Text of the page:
OUR VIEW: Gora’s successor has much to prove

AT ISSUE: President Jo Ann Gora’s decision to retire calls for a replacement with gumption

At the end of Jo Ann Gora’s 10 years as president of Ball State, she will leave behind a focus on immersive learning, more than $520 million worth of construction and renovations and a renewed interest in athletics.

But mostly, Gora will leave behind big shoes to fill.

The goal for the 2008 Ball State Bold campaign was $200 million by 2011. During a recession, she helped the university exceed that goal by more than $10 million.

She has refused to allow legislators to dictate what is best for the university, instead telling them what the university needs and using immersive learning projects as methods of giving back to and benefiting the community and state. She has fought against the performance-based funding formulas that reward STEM-focused and growing schools and routinely hurt Ball State’s state appropriations.

Ball State’s tuition rose 2 percent this year, the lowest increase since 1976, largely due to legislators granting almost $6.6 million because of the school’s immersive learning efforts.

Often, when alumni share their stories of Ball State, they talk about the crazy times and copious amounts of alcohol they had as students. During Gora’s time as president, the school’s party image has changed drastically. This year’s freshman class had the highest high school GPA and SAT scores in the university’s history.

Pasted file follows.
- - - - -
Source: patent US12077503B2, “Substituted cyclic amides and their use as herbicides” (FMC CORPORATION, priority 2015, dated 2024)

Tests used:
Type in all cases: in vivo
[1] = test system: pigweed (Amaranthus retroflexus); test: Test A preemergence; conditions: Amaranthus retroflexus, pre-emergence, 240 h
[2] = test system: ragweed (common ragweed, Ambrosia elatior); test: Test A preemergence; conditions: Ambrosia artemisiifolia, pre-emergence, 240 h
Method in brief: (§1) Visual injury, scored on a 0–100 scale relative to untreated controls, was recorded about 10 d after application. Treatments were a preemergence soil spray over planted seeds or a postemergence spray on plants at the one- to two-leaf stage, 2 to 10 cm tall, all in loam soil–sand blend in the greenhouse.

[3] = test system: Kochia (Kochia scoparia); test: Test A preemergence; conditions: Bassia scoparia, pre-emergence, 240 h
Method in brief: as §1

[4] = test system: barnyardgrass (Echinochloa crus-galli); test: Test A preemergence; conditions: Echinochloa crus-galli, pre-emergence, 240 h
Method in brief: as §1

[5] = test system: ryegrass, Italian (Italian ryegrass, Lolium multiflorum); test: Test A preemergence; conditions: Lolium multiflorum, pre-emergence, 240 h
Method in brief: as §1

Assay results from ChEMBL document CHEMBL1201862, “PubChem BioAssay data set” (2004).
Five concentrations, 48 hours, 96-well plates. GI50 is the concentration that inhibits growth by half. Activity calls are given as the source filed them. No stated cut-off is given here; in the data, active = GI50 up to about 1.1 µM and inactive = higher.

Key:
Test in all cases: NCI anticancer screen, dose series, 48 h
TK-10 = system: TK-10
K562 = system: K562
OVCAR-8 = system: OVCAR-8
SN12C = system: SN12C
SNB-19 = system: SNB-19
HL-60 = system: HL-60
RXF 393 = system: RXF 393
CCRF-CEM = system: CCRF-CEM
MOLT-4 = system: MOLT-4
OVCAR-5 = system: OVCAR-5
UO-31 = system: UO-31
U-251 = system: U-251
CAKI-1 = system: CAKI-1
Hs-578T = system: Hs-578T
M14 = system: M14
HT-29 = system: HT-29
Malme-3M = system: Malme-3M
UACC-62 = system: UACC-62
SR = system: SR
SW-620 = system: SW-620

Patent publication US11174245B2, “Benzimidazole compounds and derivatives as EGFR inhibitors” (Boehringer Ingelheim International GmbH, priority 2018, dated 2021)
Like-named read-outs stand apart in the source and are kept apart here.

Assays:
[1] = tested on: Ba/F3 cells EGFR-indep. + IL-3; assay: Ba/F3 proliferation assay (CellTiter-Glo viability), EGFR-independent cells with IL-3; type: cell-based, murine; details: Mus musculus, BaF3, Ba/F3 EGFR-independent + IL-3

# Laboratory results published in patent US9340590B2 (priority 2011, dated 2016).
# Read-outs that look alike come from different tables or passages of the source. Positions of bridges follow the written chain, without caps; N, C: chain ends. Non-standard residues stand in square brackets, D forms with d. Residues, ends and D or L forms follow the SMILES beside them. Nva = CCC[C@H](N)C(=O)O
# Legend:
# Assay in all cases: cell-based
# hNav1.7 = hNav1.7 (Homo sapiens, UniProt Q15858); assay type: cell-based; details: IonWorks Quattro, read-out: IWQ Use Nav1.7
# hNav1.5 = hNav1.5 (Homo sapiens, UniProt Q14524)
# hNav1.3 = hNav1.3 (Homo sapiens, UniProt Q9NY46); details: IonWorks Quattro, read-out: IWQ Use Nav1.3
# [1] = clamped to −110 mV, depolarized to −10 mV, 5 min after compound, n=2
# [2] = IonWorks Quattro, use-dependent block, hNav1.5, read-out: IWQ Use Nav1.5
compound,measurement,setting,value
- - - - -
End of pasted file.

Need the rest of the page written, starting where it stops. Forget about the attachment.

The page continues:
Students often comment that Gora seems aloof or disconnected from the student body. One person on Twitter said, “Hopefully the next president puts the financial struggles of students into consideration.”

Yet, when Gora first became president, she gave 25 students scholarships in lieu of a formal inauguration. She has consistently worked with state legislators to keep tuition costs low.

As for her distance from the students, it is difficult to find a major event that Gora has not attended. From last year’s Beef ‘O’ Brady Bowl to Ball State Day at the Indiana State Fair to the line outside John R. Emens Auditorium waiting for tickets to see Oprah Winfrey and David Letterman, Gora has been present.

Winfrey came to Ball State because of a lecture series with Letterman, and it is under Gora’s presidency that Ball State’s relationship with the alumnus has grown. She is a major reason Letterman has a building named after him on campus, according to Daily News reports from 2007.

“The president always gets a lot of credit,” Gora said Monday. “One person doesn’t accomplish it all alone.”

We agree.

But Gora truly did raise Ball State’s standards. Environmentally, academically and athletically, she has had her hand in cultivating the university.

We are not saying Gora is perfect. We are not saying no one is capable of replacing her.

However, we are saying that not just anyone can replace her.

The committee that selects a new president needs to do so thoughtfully and carefully. The committee needs to listen to each part of the Ball State community. But mostly, the next president needs to have drive and momentum to get what’s necessary done.

Like Gora does.

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